Fellow Councilman James Cooper compared Greiner’s request to the mayor in the movie “Jaws” ignoring safety warnings and reopening the beaches resulting in swimmers getting attacked by sharks.
“This moment is the 1918 flu pandemic meets the Great Depression meets September 11 meets the (2008) financial crash,” Cooper said. “It’s all those things wrapped up in one.”
Cooper said the pandemic may go on for months without a South Korean approach to testing, treatment and quarantines that quickly brought the virus under control in that country. So far, he added, that hasn’t happened and it must be done by the federal government.
Cooper said the city must follow models created by scientists and not one’s “gut” and opinion.
“We have to be honest with our citizens, we can’t give them a happy dance of we are all going back to work on May 1,” Cooper said.
The city council approved several measures aimed at responding to the pandemic, including changing EMSA ambulance protocols that request 911 calls on possible COVID-19 infection first consult with a physician online or by phone to determine whether an ambulance or hospitalization is needed.
That diagnosis ordinarily would be made by the paramedics, but the EMSA trust is preparing for increased virus-related 911 calls that could put multiple ambulances out of commission at the same time for sanitizing after transporting possible COVID-19 patients.
The council also approved a six-month forbearance of loans to businesses and developers hit by the economic downturn. Such requests will be reviewed case-by-case by the city manager and also will involve consideration of whether that forbearance will be passed along to tenants.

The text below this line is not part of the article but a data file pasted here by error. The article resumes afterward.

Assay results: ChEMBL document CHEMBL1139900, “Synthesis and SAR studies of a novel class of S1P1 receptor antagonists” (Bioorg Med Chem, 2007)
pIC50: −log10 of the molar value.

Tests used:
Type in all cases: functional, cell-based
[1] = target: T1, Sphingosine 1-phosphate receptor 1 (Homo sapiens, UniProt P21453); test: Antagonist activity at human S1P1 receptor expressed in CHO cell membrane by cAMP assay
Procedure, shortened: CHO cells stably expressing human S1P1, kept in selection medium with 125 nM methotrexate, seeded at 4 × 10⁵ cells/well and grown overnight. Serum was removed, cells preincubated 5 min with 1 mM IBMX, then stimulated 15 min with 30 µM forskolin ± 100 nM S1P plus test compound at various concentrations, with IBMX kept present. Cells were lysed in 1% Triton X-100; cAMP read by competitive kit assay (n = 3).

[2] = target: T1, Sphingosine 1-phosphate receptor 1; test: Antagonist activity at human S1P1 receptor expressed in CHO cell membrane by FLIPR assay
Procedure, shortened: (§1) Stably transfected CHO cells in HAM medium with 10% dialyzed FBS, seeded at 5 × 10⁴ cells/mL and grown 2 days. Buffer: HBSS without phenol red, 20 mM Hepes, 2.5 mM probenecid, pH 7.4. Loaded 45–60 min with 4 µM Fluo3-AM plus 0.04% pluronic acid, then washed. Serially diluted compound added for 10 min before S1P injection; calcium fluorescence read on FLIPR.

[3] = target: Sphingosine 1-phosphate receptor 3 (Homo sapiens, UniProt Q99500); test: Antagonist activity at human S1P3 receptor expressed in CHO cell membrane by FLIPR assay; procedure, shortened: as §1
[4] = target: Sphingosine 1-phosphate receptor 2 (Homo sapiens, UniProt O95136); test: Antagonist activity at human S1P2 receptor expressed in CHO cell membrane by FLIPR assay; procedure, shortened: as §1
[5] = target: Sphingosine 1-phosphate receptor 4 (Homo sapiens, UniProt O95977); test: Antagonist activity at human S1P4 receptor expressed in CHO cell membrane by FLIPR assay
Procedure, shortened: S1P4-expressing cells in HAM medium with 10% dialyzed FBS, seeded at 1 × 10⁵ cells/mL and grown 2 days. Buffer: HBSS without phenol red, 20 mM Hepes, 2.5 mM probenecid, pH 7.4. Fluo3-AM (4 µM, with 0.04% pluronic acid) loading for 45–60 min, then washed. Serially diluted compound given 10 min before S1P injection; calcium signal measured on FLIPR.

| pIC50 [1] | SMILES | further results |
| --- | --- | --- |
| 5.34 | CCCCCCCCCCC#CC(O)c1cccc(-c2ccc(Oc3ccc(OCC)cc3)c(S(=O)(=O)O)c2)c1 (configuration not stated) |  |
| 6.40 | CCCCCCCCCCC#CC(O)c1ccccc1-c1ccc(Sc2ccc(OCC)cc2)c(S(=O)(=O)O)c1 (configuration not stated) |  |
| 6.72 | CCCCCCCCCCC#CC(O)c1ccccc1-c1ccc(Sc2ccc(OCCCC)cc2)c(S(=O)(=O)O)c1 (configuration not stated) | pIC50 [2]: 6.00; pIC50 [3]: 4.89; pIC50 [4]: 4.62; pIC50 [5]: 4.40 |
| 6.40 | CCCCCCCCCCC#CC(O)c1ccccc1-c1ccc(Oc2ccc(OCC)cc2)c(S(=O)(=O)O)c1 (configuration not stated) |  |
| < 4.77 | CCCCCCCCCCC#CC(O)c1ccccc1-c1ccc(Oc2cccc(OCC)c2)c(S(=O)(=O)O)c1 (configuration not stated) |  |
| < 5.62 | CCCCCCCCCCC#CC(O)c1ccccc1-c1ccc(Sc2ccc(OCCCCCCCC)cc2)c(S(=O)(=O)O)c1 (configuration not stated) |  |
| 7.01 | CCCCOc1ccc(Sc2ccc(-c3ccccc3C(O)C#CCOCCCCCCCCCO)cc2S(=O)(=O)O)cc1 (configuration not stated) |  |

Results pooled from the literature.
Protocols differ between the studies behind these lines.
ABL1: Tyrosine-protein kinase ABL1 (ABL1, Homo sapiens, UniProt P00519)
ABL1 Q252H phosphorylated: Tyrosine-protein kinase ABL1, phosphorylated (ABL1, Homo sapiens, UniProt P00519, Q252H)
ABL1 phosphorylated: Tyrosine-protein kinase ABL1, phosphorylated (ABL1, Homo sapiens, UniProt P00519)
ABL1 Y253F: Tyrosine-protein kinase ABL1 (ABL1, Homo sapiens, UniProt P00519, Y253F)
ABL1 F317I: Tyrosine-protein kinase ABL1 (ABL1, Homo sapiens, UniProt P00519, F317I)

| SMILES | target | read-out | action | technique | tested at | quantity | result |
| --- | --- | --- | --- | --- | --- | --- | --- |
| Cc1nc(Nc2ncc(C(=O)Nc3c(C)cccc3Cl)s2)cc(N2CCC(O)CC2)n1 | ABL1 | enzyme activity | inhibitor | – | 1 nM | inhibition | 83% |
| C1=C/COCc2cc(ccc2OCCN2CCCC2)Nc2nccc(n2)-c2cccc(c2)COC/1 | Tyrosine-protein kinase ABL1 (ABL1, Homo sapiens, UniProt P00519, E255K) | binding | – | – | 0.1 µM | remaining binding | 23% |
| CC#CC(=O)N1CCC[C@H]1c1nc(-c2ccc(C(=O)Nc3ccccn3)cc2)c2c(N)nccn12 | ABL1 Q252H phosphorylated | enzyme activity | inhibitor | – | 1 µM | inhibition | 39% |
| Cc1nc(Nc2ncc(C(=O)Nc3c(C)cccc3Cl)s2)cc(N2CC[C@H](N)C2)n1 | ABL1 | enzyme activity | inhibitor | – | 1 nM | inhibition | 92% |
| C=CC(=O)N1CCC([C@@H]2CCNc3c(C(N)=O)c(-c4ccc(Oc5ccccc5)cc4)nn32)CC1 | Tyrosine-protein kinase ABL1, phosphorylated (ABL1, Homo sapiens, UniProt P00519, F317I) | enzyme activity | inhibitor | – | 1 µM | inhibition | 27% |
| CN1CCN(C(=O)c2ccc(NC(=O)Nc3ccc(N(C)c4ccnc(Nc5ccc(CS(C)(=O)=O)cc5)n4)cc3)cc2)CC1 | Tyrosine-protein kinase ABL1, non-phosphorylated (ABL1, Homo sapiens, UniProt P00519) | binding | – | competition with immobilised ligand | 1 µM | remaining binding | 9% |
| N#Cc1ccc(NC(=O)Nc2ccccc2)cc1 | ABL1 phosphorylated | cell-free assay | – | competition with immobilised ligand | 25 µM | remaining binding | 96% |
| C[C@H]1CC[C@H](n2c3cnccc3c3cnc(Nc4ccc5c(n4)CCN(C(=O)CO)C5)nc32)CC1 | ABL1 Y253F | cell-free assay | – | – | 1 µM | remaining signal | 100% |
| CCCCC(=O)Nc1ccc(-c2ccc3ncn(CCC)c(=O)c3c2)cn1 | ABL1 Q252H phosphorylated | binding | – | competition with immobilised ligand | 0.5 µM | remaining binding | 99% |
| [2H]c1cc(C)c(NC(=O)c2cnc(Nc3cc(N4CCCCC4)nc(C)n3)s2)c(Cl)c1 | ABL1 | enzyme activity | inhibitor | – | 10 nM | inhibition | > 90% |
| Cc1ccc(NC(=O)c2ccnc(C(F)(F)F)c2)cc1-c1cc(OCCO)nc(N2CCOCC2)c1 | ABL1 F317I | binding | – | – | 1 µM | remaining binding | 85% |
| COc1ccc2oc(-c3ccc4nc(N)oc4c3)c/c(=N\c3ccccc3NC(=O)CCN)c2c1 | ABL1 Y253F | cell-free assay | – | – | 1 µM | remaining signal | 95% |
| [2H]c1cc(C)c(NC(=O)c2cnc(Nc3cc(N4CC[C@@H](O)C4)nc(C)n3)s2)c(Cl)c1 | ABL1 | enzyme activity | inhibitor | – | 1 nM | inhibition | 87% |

If approved, the deferrals would likely be added to the end of the loans.
A $5.5 million assistance fund created by the council last month is now underway. Cathy O’Connor, president of the Alliance for Economic Development of Oklahoma City, reported www.okcsmallbizhelp.com went live on April 6. Some 210 applications were received as of Monday with 58 for $10,000 incentive payments, 62 for low interest loans, 88 for forgivable loans and two for technical assistance.
The applications total $2.3 million in loans and $490,000 in incentive payments. Applications will be taken through April 17.
Holt, who has charter authority to declare emergency orders during a pandemic, said he will continue to follow best practices advised by both local and national public health experts.
As of Tuesday, the state reported 2,184 confirmed COVID-19 cases with 108 deaths, including 39 in the metro area. The U.S. Centers for Disease Control and Prevention reports more than 22,000 people have been killed among more than 575,000 infected nationwide and the World Health Organization advises the pandemic has yet to peak in the United States.
“Oklahoma City obviously doesn’t operate in a vacuum when it comes to making pandemic policy,” Holt said. “It’s not likely that Oklahoma City will do something radically different than the rest of the country."
Holt said not the mayor, the council, the governor or president have the power to end the pandemic with a proclamation. He said he doesn’t have “a lot of direction” about what will happen in May but that two weeks out (from May 1) the virus will still be spreading.
“I see a lot of people struggling to accept the reality that the virus is controlling the economy, not policymakers, and I understand that frustration, but it is what it is,” Holt said. “Any hope that the lifting of a regulation is going to restore normalcy is a false hope. Normalcy depends on controlling COVID-19.”